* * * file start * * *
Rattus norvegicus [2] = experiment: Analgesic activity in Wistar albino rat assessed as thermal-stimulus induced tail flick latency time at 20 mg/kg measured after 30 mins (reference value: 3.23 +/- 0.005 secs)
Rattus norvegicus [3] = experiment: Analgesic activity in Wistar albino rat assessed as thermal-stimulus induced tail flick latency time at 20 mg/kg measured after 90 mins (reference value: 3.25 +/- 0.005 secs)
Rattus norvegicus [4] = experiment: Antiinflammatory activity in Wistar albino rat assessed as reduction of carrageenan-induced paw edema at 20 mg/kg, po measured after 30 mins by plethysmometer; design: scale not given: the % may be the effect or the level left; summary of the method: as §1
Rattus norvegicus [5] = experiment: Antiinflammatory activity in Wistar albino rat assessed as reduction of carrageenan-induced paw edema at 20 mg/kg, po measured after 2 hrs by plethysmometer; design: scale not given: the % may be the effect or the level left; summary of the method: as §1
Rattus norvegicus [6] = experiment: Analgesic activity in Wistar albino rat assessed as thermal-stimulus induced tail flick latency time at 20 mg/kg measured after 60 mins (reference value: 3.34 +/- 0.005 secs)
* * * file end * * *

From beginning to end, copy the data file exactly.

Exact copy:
Rattus norvegicus [2] = experiment: Analgesic activity in Wistar albino rat assessed as thermal-stimulus induced tail flick latency time at 20 mg/kg measured after 30 mins (reference value: 3.23 +/- 0.005 secs)
Rattus norvegicus [3] = experiment: Analgesic activity in Wistar albino rat assessed as thermal-stimulus induced tail flick latency time at 20 mg/kg measured after 90 mins (reference value: 3.25 +/- 0.005 secs)
Rattus norvegicus [4] = experiment: Antiinflammatory activity in Wistar albino rat assessed as reduction of carrageenan-induced paw edema at 20 mg/kg, po measured after 30 mins by plethysmometer; design: scale not given: the % may be the effect or the level left; summary of the method: as §1
Rattus norvegicus [5] = experiment: Antiinflammatory activity in Wistar albino rat assessed as reduction of carrageenan-induced paw edema at 20 mg/kg, po measured after 2 hrs by plethysmometer; design: scale not given: the % may be the effect or the level left; summary of the method: as §1
Rattus norvegicus [6] = experiment: Analgesic activity in Wistar albino rat assessed as thermal-stimulus induced tail flick latency time at 20 mg/kg measured after 60 mins (reference value: 3.34 +/- 0.005 secs)